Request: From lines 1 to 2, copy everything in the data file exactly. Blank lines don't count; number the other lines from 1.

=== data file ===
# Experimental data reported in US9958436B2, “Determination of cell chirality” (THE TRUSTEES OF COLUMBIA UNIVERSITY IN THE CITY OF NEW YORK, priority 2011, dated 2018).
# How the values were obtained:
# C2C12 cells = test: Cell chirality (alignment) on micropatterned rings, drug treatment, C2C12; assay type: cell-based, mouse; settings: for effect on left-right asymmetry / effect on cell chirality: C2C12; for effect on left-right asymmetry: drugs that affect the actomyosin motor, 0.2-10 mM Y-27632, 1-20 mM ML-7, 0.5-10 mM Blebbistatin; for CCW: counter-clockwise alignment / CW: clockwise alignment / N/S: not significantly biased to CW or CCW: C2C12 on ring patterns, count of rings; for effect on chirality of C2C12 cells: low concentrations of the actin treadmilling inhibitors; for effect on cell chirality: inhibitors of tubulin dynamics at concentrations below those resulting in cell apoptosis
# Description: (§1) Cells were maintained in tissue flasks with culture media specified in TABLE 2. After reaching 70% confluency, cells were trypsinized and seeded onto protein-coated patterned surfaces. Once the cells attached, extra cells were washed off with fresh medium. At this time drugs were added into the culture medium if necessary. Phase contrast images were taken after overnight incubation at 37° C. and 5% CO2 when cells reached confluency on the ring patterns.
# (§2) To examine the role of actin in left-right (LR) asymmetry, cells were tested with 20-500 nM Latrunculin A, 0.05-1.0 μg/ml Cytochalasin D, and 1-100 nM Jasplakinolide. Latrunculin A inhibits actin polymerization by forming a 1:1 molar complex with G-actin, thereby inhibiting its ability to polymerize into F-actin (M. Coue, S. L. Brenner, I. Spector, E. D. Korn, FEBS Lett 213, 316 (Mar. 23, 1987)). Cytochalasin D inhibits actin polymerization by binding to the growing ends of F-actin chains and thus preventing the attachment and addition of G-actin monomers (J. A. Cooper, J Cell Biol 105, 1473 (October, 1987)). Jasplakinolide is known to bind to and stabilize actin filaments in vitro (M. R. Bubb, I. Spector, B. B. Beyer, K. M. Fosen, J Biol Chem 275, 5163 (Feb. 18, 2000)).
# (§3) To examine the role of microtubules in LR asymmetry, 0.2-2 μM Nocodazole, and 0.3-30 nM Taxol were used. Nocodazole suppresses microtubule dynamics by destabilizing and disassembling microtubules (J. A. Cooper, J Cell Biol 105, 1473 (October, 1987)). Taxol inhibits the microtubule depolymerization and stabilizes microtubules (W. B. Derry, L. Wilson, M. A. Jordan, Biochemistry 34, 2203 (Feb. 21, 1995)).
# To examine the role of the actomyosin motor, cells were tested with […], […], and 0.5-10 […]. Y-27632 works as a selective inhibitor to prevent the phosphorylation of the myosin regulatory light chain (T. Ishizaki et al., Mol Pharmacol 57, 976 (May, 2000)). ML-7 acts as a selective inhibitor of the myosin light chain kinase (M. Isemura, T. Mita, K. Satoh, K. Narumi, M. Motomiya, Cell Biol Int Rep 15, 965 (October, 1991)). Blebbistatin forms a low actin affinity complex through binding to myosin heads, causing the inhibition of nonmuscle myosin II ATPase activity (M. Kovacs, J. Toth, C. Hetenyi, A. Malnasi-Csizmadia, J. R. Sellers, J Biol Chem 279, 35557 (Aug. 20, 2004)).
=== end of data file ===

# Experimental data reported in US9958436B2, “Determination of cell chirality” (THE TRUSTEES OF COLUMBIA UNIVERSITY IN THE CITY OF NEW YORK, priority 2011, dated 2018).
# How the values were obtained: